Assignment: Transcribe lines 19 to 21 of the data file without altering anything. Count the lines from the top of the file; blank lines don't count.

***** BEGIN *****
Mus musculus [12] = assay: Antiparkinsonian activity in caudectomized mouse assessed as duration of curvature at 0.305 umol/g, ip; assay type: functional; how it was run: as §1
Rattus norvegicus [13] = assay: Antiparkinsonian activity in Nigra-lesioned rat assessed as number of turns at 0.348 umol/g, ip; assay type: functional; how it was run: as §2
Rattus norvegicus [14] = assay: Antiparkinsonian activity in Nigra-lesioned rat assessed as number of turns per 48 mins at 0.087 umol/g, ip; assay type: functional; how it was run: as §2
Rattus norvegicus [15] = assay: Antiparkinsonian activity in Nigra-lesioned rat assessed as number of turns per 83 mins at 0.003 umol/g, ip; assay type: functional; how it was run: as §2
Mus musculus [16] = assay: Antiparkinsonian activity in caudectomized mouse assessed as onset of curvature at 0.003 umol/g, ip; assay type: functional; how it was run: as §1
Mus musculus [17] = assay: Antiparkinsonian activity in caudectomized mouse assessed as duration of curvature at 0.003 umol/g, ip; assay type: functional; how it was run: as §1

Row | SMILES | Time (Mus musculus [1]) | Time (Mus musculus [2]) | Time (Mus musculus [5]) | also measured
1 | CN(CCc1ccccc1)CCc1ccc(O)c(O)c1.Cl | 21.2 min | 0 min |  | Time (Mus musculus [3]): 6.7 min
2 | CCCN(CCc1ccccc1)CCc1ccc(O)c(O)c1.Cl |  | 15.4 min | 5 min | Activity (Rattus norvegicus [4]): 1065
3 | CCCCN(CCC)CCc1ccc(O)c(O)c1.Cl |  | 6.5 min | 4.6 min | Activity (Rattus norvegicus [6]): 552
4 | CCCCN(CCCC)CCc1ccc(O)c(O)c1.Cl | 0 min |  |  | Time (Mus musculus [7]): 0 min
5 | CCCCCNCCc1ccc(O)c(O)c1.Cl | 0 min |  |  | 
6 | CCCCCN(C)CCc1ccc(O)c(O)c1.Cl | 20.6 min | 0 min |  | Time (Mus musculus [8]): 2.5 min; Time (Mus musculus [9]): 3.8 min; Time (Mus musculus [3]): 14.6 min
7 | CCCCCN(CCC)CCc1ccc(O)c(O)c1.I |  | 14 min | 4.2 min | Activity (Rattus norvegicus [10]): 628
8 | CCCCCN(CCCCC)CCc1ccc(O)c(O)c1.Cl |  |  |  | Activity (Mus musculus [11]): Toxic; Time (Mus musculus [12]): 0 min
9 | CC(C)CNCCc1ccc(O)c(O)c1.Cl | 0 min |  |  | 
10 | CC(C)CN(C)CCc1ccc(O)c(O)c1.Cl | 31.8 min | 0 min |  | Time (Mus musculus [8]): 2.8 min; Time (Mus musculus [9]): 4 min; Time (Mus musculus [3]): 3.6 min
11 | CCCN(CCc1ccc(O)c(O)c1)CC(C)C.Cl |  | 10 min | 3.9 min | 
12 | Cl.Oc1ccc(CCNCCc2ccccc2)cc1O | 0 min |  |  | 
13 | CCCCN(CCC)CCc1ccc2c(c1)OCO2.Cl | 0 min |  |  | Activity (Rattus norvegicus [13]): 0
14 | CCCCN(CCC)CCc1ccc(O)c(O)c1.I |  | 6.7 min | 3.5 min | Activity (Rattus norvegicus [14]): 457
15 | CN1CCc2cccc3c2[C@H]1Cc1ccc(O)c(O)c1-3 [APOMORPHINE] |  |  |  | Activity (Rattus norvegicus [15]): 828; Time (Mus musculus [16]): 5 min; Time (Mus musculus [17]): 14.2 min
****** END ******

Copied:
12 | Cl.Oc1ccc(CCNCCc2ccccc2)cc1O | 0 min |  |  | 
13 | CCCCN(CCC)CCc1ccc2c(c1)OCO2.Cl | 0 min |  |  | Activity (Rattus norvegicus [13]): 0
14 | CCCCN(CCC)CCc1ccc(O)c(O)c1.I |  | 6.7 min | 3.5 min | Activity (Rattus norvegicus [14]): 457